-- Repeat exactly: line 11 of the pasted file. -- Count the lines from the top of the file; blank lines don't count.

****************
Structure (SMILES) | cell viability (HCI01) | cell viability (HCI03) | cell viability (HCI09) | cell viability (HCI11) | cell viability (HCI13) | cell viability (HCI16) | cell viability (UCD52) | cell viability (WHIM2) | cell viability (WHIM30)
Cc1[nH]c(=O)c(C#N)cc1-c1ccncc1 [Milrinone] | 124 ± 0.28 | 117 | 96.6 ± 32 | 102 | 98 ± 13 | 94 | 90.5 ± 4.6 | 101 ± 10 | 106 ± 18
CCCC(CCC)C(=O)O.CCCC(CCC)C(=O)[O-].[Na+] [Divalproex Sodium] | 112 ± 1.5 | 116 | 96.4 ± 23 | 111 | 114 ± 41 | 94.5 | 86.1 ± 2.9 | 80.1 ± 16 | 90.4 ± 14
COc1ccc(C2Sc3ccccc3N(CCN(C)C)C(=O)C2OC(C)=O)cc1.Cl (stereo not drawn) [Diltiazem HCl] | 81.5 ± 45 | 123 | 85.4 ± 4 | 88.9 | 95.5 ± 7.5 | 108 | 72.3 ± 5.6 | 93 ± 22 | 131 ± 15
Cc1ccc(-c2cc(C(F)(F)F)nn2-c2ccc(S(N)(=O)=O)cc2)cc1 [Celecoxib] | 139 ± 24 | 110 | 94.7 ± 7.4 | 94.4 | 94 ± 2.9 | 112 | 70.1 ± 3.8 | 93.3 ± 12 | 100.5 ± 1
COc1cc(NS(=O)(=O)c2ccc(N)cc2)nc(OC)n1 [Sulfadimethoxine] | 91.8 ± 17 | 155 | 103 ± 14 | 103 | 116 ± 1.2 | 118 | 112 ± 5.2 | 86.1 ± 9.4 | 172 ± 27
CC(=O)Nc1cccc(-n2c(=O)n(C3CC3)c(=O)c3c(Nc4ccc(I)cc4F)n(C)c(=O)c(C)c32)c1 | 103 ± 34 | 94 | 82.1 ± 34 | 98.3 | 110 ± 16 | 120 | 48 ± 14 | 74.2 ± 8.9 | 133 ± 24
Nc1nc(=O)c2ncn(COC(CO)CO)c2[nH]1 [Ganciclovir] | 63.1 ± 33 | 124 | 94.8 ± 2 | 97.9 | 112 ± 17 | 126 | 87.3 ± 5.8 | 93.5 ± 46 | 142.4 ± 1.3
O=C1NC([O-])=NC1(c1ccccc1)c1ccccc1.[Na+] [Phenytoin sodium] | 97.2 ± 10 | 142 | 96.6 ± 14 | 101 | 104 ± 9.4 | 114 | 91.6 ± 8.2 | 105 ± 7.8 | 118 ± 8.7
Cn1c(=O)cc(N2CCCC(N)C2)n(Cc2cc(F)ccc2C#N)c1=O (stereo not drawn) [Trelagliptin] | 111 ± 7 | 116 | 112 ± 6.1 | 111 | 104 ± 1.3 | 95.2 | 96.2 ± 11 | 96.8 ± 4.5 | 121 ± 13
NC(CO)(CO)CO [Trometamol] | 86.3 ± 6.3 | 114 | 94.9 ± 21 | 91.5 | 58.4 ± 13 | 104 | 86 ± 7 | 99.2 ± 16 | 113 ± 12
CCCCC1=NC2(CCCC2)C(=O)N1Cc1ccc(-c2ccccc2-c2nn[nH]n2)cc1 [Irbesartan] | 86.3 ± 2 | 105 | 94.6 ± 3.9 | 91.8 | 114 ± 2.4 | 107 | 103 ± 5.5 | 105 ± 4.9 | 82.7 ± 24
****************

NC(CO)(CO)CO [Trometamol] | 86.3 ± 6.3 | 114 | 94.9 ± 21 | 91.5 | 58.4 ± 13 | 104 | 86 ± 7 | 99.2 ± 16 | 113 ± 12